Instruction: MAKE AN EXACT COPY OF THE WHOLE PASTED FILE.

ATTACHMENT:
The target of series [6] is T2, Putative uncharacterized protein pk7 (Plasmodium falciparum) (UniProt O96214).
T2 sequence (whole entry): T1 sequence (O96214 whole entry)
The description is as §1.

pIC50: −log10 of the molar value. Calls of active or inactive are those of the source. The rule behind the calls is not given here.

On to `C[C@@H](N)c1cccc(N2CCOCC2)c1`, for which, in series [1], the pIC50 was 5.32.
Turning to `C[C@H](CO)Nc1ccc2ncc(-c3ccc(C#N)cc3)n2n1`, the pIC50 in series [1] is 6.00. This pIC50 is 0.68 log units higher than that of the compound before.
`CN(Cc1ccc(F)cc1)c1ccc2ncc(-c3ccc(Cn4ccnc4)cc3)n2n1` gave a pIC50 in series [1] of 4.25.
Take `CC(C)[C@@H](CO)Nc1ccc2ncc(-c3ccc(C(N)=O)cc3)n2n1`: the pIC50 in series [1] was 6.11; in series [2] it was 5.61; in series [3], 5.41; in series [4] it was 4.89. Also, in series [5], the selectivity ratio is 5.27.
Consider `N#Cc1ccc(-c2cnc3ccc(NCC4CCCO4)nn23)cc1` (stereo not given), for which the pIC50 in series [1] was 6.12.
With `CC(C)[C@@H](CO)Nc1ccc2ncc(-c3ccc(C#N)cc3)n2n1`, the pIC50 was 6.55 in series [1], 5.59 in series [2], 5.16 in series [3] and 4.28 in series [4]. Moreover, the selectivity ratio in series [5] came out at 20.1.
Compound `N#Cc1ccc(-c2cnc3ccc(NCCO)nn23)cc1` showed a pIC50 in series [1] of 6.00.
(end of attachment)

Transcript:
The target of series [6] is T2, Putative uncharacterized protein pk7 (Plasmodium falciparum) (UniProt O96214).
T2 sequence (whole entry): T1 sequence (O96214 whole entry)
The description is as §1.

pIC50: −log10 of the molar value. Calls of active or inactive are those of the source. The rule behind the calls is not given here.

On to `C[C@@H](N)c1cccc(N2CCOCC2)c1`, for which, in series [1], the pIC50 was 5.32.
Turning to `C[C@H](CO)Nc1ccc2ncc(-c3ccc(C#N)cc3)n2n1`, the pIC50 in series [1] is 6.00. This pIC50 is 0.68 log units higher than that of the compound before.
`CN(Cc1ccc(F)cc1)c1ccc2ncc(-c3ccc(Cn4ccnc4)cc3)n2n1` gave a pIC50 in series [1] of 4.25.
Take `CC(C)[C@@H](CO)Nc1ccc2ncc(-c3ccc(C(N)=O)cc3)n2n1`: the pIC50 in series [1] was 6.11; in series [2] it was 5.61; in series [3], 5.41; in series [4] it was 4.89. Also, in series [5], the selectivity ratio is 5.27.
Consider `N#Cc1ccc(-c2cnc3ccc(NCC4CCCO4)nn23)cc1` (stereo not given), for which the pIC50 in series [1] was 6.12.
With `CC(C)[C@@H](CO)Nc1ccc2ncc(-c3ccc(C#N)cc3)n2n1`, the pIC50 was 6.55 in series [1], 5.59 in series [2], 5.16 in series [3] and 4.28 in series [4]. Moreover, the selectivity ratio in series [5] came out at 20.1.
Compound `N#Cc1ccc(-c2cnc3ccc(NCCO)nn23)cc1` showed a pIC50 in series [1] of 6.00.